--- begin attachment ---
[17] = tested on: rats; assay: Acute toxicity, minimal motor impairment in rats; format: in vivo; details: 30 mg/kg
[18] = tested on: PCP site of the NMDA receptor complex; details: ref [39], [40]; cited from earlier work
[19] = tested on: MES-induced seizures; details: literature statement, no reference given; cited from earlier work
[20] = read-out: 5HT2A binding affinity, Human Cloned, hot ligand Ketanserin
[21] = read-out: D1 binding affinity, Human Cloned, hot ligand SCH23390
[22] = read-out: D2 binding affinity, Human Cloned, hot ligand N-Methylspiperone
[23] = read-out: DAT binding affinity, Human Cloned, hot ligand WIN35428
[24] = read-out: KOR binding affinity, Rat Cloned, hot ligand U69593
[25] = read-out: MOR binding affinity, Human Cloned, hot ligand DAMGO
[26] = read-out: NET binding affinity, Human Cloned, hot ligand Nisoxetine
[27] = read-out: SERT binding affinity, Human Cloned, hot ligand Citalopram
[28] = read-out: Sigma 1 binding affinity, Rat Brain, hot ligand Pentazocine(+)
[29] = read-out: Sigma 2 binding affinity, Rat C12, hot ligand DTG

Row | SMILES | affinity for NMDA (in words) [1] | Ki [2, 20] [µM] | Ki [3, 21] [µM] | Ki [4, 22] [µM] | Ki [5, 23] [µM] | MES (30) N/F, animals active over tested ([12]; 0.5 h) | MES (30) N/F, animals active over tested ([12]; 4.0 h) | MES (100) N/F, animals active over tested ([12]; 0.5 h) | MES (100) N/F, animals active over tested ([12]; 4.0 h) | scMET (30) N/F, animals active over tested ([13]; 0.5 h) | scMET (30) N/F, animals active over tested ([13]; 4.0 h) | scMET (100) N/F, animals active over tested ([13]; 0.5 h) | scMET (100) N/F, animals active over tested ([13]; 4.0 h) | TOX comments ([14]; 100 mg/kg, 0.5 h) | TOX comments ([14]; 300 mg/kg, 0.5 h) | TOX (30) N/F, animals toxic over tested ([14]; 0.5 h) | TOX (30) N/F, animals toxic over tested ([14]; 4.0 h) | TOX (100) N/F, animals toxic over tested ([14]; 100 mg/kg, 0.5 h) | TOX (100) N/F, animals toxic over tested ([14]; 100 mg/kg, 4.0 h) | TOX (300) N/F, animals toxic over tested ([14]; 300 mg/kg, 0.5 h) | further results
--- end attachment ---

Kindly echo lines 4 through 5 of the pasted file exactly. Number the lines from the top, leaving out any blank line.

[20] = read-out: 5HT2A binding affinity, Human Cloned, hot ligand Ketanserin
[21] = read-out: D1 binding affinity, Human Cloned, hot ligand SCH23390